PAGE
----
“I saw Kelce last season take a bubble screen and run 60 yards for a touchdown,” O’Grady said. “That’s something like a wide receiver would do. I’ve watched (Indianapolis Colts tight end) Eric Ebron, and they use him as a receiver because we can create such mismatches, sometimes too fast for linebackers and too big for defensive backs.
“I think it can be just a really dominant position, and it is only going to get better from here.”
Arkansas lost tight end Austin Cantrell but welcomes Pulaski Academy star Hudson Henry (6-6, 230), who was ranked as the nation’s 2019 top tight end prospect nationally by services.
O’Grady started his career at Arkansas with the older Henry, who now plays in the NFL with the Los Angeles Chargers.
“I think he is going to be a great addition to what we are doing here,” O’Grady said. “I see Hunter when I look at him. It’s his ability to run. He’s big. He’s aggressive. I think he is going to bring some really good things to the table. He’s had his brother to help him. He’ll have us older guys and Coach Lunney, who I think is the best tight end coach in the country.”
Senior Chase Harrell (6-4, 215) is a former Kansas transfer who has made a move to tight end after being a receiver at Arkansas last season.
“I think he is super athletic in everything — out the field, in the weight room, running routes,” O’Grady said. “I think his biggest deficiency, as it would be anybody just moving to tight end, is blocking. It is just such a tough thing to do as far as fundamentals, knowing where you are going and where to get your hands, always moving your feet and those things. He has really come a long way in a short period of time, and it is really impressive.
“Everything else has come natural to him with route-running, catching the ball with his hands and keeping D-backs off of him when they are doing catch technique or something.”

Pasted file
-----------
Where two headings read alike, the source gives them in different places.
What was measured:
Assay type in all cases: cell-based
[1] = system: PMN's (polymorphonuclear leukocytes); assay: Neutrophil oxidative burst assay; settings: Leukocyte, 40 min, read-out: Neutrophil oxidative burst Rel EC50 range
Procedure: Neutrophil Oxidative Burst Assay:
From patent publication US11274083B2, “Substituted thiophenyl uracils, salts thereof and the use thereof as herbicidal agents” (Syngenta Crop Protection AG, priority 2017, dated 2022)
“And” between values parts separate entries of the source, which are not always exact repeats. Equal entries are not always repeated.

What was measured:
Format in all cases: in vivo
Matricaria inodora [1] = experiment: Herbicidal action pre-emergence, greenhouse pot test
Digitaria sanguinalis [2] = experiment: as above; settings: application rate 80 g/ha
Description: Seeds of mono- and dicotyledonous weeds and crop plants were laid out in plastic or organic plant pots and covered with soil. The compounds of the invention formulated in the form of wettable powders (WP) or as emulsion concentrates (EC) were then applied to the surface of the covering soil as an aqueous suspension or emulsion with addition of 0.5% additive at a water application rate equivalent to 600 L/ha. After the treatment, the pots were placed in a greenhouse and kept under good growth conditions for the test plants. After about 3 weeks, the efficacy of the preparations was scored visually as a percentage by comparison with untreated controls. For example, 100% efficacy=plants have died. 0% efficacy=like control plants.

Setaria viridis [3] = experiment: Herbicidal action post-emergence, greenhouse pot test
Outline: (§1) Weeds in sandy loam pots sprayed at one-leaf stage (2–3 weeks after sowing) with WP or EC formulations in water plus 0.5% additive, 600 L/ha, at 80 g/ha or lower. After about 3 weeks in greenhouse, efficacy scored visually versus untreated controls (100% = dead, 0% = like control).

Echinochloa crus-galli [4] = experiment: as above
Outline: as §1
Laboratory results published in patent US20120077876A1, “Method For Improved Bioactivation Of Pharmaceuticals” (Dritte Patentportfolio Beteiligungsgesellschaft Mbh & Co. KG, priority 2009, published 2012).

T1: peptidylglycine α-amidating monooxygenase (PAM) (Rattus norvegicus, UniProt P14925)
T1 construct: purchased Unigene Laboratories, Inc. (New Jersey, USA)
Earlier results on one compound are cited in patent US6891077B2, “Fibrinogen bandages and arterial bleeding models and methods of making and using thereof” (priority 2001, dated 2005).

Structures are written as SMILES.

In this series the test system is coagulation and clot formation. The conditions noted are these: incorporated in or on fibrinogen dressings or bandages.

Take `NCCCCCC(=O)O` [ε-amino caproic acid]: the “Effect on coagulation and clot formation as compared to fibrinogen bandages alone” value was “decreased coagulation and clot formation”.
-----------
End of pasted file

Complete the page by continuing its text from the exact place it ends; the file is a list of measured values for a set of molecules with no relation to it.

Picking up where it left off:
Junior Grayson Gunter (6-6, 248), who redshirted with an injury in 2017, had four catches for 51 yards and a touchdown in 2018 and is expected to have an expanded role this season.
“Grayson and I have developed a really good relationship, a friendship for three years now,” O’Grady said. “He used to be really small, too small to block honestly. But he has got his weight up to like 248 or 250 when he used to be stuck at 235.
“What is really good is that he has gained like 15 to 20 pounds and still is able to run like he used to do. His route-running has always been great, and I have learned from him.”
Arkansas also has a pair of walk-on tight ends in junior Blake Kern (6-4, 257) and senior Trey Purifoy (6-7, 237).
“I think three or four or five of us are going to play this year,” O’Grady said.
O’Grady watched this year’s NFL draft with an eye toward being at the 2020 one.
He is not presently viewed as a top five prospect in that draft as are two SEC prospects in Missouri’s Albert Okwuegbunam (6-5, 265) and Vanderbilt’s Jared Pickney (6-5, 255).
“It’s definitely something I think about, but I know the only way I am going to get to where I want to go is to do the right things on and off the field, and I believe I have matured to the point that is going to happen this season.”
O’Grady had plenty of options when he came out of high school, but Bielema talked him into signing with Arkansas.
“It feels just like yesterday that I was talking to Coach B about staying here,” O’Grady said. “I had plenty of other options, big schools — Oregon, Auburn, Ole Miss, Texas, Oklahoma, a lot of schools that are still doing big things to this day.
“But my heart was here in Fayetteville, and I wanted to see what happened. It has been a roller coaster ride; I think that is the best way to describe it, but I think some really good things have happened.”
O’Grady will have a couple of new quarterbacks throwing his way this year in SMU graduate transfer Ben Hicks and Texas A&M graduate transfer Nick Starkel, who has two years of eligibility left.
“He has really established himself as a leader,” O’Grady said of Hicks, who went through spring practice with Arkansas. “He doesn’t mind getting on you when you mess up. He’s been with Coach Morris at SMU, so he actually knows what he is doing with the offense. I’m sure he never forgot it.
“He is really confident and grades himself really hard. It shows how much he cares. He wants to have that starting position.”
Starkel arrived at Arkansas earlier this summer.
“I have got to meet him at a random scrimmage, and I like the things that he was talking about,” O’Grady said. “He is a real friendly guy and easy to talk to and brings a lot of positive energy. I think it is going to be a good battle between them.”
Arkansas has won just six of its last 26 games and was 2-10 in 2018.
“Of course we want to win every game, and that is set in stone, but I think this year we are going to have a winning season,” O’Grady said. “We are going to win more games than we lose for sure.”
A version of this story originally appeared in Hawgs Illustrated